Back to the Future is a 1989 video game released by LJN. The game is loosely based on the 1985 film of the same name.
The player controls Marty McFly through various stages set in 1955 in which he collects various clock icons in order to advance to the next level, and avoid the gradual vanishing of his future (indicated by a fading photograph at the bottom of the screen). If the photograph fades fully, Marty would lose a life. Collecting 100 clocks restores the photograph to its full, unfaded status. Two power-ups can help improve Marty’s control: bowling balls that can destroy enemies and a skateboard which can speed up gameplay. There are also three minigames at the end of each stage, featuring such scenarios as Marty repelling Biff Tannen’s gang of bullies from a cafe, blocking all the kisses Lorraine sends Marty (in the shape of little hearts), and having to position his guitar properly to stay in tune at the dance so George and Lorraine to kiss.
Entertech was a subsidiary company of LJN, most popularly (or infamously) known for making low quality video games for the Nintendo Entertainment System, many of which were based on popular movies in the 1980′s. While LJN is known for their video games, in actuality most of their business came from the production and distribution of toys. During the 1980′s, they made several lines of action figures and many other toys that were very popular, making LJN a powerhouse in the toy industry.
In 1985, the company MCA Inc bought out LJN, which gave LJN the power to buyout smaller toy companies and create several subsidiary companies. One of these companies was Entertech, founded shortly after the MCA buyout. Entertech invented and produced a line of children’s water guns that went above and beyond the water gun technology of the day. Rather than just being your typical squirt gun, Entertech’s guns used a battery powered motor to pump and fire the war. In addition, Entertech’s guns used detachable magazine’s filled with water, making loading realistic to a real firearm. With the electric pump, the toy guns could fire fully automatic, with a rate of around 60 squirts per minute with a range of around 30 feet. Several models were produced, made to resemble common military firearms such as assault rifles, submachine guns, machine pistols, rocket launchers, grenade launchers,shotguns, and pistols.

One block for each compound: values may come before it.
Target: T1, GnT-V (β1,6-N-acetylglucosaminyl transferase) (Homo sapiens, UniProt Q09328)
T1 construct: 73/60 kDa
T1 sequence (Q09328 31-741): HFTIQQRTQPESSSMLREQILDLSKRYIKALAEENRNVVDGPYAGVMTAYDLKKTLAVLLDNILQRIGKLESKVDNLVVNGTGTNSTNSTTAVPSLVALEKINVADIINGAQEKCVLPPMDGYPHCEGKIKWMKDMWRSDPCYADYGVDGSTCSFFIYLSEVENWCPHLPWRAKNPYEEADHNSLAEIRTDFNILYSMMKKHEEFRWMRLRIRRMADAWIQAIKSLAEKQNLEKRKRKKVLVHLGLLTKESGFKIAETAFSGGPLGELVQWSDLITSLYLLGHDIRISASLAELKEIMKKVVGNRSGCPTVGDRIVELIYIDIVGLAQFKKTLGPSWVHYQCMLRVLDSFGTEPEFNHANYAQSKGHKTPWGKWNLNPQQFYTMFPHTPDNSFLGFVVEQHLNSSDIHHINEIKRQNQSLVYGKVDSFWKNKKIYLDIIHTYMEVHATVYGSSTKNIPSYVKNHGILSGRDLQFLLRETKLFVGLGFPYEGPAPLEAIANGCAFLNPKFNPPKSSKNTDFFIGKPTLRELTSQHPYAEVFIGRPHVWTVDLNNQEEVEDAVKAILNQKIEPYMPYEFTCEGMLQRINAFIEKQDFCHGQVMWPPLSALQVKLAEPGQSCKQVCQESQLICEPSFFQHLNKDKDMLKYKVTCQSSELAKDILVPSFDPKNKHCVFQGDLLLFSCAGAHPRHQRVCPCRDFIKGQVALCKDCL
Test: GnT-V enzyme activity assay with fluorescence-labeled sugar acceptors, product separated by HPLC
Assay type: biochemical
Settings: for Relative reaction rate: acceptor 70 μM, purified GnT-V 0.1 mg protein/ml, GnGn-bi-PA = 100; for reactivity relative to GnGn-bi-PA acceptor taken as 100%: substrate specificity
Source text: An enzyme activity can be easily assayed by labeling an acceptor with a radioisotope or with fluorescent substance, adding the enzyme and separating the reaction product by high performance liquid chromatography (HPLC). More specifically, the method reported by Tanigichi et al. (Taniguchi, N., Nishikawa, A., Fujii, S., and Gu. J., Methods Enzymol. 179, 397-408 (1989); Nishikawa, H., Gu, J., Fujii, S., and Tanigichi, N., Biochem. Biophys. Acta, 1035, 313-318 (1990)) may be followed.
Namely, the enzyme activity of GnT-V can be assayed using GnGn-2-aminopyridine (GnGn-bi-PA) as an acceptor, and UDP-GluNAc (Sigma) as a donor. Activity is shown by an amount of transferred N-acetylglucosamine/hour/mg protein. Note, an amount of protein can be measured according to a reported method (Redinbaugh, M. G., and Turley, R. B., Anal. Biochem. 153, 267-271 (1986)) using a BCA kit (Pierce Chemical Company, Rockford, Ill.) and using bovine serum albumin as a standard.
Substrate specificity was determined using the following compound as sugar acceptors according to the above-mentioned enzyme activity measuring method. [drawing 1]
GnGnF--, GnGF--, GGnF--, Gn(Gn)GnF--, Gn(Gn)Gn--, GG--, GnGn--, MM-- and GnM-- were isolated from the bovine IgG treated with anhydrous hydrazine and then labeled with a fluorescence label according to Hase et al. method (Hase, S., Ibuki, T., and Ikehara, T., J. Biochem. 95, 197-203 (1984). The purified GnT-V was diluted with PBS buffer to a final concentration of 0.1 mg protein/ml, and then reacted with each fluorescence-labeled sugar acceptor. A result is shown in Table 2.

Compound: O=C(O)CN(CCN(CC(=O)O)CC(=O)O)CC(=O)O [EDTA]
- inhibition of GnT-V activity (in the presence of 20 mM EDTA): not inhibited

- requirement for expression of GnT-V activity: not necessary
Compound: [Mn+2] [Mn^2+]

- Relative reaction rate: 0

Entertech’s slogan was “The look! The feel! The sound, so real!” Problem was, the guns did look very real, especially with it’s matte black finish. In a few incidents, teenagers toting the toy guns were shot by police who mistook them for the real thing. Some other incidents occurred in which robbers armed with the water guns robbed stores and banks. As a result, states and local governments passed laws banning toy guns that looked like real firearms, mandating they were finished in bright colors or had an orange barrel cap so that they could stand out. Entertech attempted to remedy the situation by finishing their water guns in different colors, or with blaze orange caps. However by then, the damage had been done. Entertechs sales decreased by 79%.
In 1990 Acclaim Entertainment purchased LJN, and decided to reduce LJN to video game production and distribution only. As a result, Entertech was sold in September of 1990, and eventually dissolved. LJN’s run as video game produced was short, as Nintendo only authorized licensed game developers to produce five games a year. LJN was eventually folded into Acclaim in 1995, and thus LJN ceased production of crappy NES game. Inexplicably, Acclaim produced a game with the LJN name brand in 2003, called Spirit of Speed 1937. It was the last LJN title.